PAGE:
As the narrative progresses, more familiar genre elements are introduced, including a new young detective who arrives in the region. He is welcomed by the local wealthy ‘boss’ character but there are signs that he might not buy in to the local male dominance and abuse of women. He also introduces more modern policing methods. When Nene goes missing like the other girls, Andres joins up with Rosaura in an attempt to unite the mothers of the missing girls and to act as an amateur detective team as well as agitating for the police to do more. The problem with the film is that all the details of the community and the introduction of the characters take up most of the running time. There is no time to see how the investigators find the killer, denying the audience the resolution of what had originally been introduced as a conventional crime story. I don’t have a problem with a lack of resolution and I can see that the social/political issues are the most important part of the film. But presumably the local Chilean audience know the ending anyway – the killer was eventually arrested and sentenced to life imprisonment. Another film that is worth considering here is Bong Joon-Ho’s Memories of Murder (South Korea 2003) with the same mix of politics and incompetent policing. Again this was a well-known serial killer case that had already been adapted several times. Bong’s film is much longer and more complex and at the time of the film’s production the crimes from 1986 had still not been solved.
We might ask why Muñoz and Santis didn’t opt for a more straightforward genre narrative or a documentary reconstruction of the crimes and the eventual investigation, arrest and conviction. I can only think that Muñoz and his cinematographer Alvaro Cortés wished to experiment with the presentation of the landscape and the characters. The landscape of the desert and the simple wooden houses are carefully presented in widescreen and there are occasional ‘arty’ shots of isolated features which are effective in themselves, but slow down the narrative drive. There are also some fantasy/dream sequences which don’t seem signalled. I wasn’t sure if I understood a couple of sequences. It may be that the intention was to pose the social/political questions in a way that would provoke discussion. I’d love to know how the film has been received in Chile (and Venezuela) if it has been shown there. As a genre film, Diablada doesn’t focus directly on the actual killings. In that sense it isn’t exploitative but there are a couple of scenes which feature the victims in ways that are quite shocking. One of the few reviews available accuses the film of a lack of humanity towards the mothers. I’m not sure I agree but I can see that there are reasons to make that charge.
I must commend the leading players Daniel Candia and Catalina Saavedra and the production team, but I do feel in the end that something is missing. Diablada shows again at HOME, Manchester on Sunday 22nd August at 13.45.
Like many other appreciative TV viewers I have just watched the second crime serial/long form narrative of Innocent on ITV in the UK. A few months earlier I completed the fourth serial of Unforgotten, also on ITV in the UK, which saw the final appearance of DCI Cassie Stewart played by Nicola Walker. The major figure behind both ‘franchises’ appears to be the writer Chris Lang, who perhaps deserves the US title of showrunner. As far as I can see he seems to be directly involved as a writer for Unforgotten produced by Mainstreet Pictures and as ‘Executive Producer’ and co-writer of Innocent for TXTV which he co-founded with Matthew Arlidge, also a writer on Innocent, and Jeremy Gwilt. These three and Laura Mackie and Sally Haynes of Mainstreet are highly experienced figures in TV drama, mainly for ITV. However, my interest here is not so much in the companies but in the possible innovations in these two franchises.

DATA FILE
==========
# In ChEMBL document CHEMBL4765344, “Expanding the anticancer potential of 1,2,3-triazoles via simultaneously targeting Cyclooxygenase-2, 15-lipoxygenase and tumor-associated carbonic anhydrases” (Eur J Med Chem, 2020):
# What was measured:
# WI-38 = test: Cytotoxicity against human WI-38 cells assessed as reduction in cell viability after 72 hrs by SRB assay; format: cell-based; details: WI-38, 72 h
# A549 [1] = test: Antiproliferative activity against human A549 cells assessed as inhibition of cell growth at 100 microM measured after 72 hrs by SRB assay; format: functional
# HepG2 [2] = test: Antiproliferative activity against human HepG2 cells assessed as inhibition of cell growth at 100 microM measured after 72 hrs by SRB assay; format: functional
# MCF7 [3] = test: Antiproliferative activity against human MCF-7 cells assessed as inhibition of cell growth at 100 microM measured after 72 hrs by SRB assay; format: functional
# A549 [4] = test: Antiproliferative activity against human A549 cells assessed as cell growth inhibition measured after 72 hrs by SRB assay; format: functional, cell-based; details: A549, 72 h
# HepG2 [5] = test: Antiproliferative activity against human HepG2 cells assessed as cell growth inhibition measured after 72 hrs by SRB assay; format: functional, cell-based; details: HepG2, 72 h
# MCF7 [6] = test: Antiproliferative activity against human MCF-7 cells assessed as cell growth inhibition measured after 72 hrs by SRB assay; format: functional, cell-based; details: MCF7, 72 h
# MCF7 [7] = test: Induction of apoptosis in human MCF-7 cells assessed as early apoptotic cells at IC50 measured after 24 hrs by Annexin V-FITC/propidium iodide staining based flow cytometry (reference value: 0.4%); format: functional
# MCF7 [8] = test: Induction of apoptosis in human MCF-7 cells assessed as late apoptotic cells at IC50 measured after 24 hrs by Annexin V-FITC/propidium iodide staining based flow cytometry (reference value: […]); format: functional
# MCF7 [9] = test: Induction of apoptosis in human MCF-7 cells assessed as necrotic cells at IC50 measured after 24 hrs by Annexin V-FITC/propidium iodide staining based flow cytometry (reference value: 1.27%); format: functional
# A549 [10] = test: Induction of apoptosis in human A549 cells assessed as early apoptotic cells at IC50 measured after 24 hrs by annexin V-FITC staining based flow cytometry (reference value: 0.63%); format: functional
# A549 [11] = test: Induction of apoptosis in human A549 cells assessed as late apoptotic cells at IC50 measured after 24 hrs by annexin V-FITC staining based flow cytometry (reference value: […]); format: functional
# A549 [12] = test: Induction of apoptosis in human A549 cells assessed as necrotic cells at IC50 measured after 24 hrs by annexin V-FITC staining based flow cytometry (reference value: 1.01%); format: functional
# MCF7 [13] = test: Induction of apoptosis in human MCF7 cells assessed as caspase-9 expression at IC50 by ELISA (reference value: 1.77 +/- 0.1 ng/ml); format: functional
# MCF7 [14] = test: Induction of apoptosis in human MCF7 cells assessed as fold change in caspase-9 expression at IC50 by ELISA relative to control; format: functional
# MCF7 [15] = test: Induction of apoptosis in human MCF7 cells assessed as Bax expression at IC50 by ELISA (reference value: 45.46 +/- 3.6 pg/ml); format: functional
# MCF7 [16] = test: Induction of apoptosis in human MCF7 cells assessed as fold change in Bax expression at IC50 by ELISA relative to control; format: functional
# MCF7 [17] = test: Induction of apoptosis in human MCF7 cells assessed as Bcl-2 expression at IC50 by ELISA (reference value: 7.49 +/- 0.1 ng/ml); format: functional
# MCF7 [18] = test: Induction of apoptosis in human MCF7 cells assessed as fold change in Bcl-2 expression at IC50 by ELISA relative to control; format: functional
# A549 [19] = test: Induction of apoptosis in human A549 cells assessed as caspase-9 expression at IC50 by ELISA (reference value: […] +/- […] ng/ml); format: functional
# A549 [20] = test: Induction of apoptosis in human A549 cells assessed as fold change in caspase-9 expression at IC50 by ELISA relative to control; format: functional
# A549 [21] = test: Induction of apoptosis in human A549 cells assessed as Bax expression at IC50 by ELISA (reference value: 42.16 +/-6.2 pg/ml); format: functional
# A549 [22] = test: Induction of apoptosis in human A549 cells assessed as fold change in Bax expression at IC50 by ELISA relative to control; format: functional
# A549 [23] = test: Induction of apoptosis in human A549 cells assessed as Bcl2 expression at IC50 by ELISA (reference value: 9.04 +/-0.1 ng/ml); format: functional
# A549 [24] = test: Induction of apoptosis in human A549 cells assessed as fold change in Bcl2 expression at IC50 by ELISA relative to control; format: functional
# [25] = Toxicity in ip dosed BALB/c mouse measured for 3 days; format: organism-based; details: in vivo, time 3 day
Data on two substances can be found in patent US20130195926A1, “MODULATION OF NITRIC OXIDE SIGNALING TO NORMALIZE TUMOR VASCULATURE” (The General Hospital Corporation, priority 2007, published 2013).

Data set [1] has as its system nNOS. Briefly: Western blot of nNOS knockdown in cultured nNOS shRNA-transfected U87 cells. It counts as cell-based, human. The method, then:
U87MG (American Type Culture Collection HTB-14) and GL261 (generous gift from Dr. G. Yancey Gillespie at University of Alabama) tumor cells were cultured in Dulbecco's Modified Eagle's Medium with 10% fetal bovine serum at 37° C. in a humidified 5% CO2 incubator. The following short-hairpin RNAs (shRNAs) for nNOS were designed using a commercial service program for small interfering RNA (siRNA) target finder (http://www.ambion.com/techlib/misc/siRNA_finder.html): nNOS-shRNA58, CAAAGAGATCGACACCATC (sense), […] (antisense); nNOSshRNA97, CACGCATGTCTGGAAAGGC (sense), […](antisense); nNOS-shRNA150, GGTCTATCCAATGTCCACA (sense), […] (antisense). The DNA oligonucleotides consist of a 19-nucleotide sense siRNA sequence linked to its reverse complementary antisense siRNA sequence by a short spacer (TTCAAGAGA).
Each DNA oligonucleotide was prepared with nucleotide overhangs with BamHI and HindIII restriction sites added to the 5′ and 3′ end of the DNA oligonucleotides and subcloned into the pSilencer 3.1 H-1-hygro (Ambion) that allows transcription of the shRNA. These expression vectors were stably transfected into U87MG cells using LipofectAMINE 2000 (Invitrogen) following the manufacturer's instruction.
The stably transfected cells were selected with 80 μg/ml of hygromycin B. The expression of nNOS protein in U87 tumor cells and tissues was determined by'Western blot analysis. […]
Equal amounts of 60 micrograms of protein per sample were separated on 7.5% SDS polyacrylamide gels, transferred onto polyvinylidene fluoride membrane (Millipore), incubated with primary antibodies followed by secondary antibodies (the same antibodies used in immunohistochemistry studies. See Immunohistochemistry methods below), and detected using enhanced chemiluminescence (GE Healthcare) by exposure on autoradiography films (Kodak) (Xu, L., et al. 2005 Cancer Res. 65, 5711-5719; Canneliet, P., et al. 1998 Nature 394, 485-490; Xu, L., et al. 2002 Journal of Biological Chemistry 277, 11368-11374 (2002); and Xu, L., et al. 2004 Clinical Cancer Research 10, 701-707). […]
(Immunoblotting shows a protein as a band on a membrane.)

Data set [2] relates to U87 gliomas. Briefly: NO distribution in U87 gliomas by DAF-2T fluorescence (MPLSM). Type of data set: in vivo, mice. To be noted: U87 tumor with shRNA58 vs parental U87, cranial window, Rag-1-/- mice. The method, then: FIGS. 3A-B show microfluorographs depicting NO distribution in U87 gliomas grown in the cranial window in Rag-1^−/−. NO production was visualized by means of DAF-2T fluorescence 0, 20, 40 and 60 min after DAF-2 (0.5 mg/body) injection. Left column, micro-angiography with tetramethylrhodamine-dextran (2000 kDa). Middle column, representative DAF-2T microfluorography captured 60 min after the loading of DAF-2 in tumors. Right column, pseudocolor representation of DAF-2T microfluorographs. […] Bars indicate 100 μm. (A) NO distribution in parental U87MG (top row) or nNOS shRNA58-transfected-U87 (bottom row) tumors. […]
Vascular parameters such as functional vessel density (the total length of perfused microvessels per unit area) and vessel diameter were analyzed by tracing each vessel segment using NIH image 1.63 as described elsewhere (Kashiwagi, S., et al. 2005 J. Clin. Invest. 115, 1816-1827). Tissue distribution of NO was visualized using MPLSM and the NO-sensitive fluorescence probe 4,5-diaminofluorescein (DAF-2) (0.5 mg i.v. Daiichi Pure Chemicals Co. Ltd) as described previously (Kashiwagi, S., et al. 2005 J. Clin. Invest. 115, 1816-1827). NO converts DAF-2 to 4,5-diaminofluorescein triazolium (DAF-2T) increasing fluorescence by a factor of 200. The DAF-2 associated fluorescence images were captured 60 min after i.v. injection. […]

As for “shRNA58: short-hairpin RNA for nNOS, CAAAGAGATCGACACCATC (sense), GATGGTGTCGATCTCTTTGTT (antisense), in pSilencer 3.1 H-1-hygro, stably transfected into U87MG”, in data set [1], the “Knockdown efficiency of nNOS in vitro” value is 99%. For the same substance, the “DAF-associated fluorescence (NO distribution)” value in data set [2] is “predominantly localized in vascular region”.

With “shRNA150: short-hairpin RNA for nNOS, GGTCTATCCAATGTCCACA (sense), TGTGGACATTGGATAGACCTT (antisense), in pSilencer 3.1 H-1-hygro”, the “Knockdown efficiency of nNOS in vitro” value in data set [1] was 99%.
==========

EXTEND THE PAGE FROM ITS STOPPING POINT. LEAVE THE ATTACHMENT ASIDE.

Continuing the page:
Crime shows, along with with medical dramas – ‘cops and docs’ – are at the centre of TV drama. My interest is primarily in crime fiction across literature, film and television. I’m interested in what might be a shift in approaches to crime fiction narratives. In TV, the UK tradition has been to focus on either the ‘police procedural’ or the amateur/private detective investigation. ITV tends to call both forms ‘mystery drama’. Some of the most successful series have been based on lead characters from literary crime fiction, others are original. As someone who has decided for various reasons to avoid US TV crime dramas (and mainstream Hollywood films), my main focus has been on European and other non-US narrative forms. The major influence in the UK seems to have been the success of European crime fiction and especially Nordic crime fiction on TV epitomised by The Killing and The Bridge following the initial success of crime writers such as Henning Mankell with his Inspector Wallander stories in print form and then film/TV. At first this seemed to be a general influence in terms of noir and the tone and visual qualities of the crime fiction programmes as well as the increased emphasis on female leads. More recently perhaps we have seen more interest in the crime melodrama aspects – a focus on the emotional lives of both the police investigators and the various people involved in crimes, either as perpetrators or victims, witnesses etc.
There is nothing new in this interest in melodrama. As far back as 1956 and Ealing’s The Long Arm, we’ve seen little glimpses of the home lives of police investigators. Since then it has gradually been increasing, but the approach of Nordic crime fiction was on another level. The Killing (Forbrydelsen, Denmark 2007), the first serial of 20 x one hour episodes, stands out for me because of the interweaving of three major strands – the hunt for the murderer, the melodrama about the victim’s family and the political intrigue. I don’t think any of the later attempts to follow this model have achieved quite the same blend – or the same high quality of writing, performance and overall presentation. However, I was struck by my first viewing of Unforgotten and then by Innocent, both of which I found engaging and compulsive viewing. A comparison of both their shared and different elements is intriguing.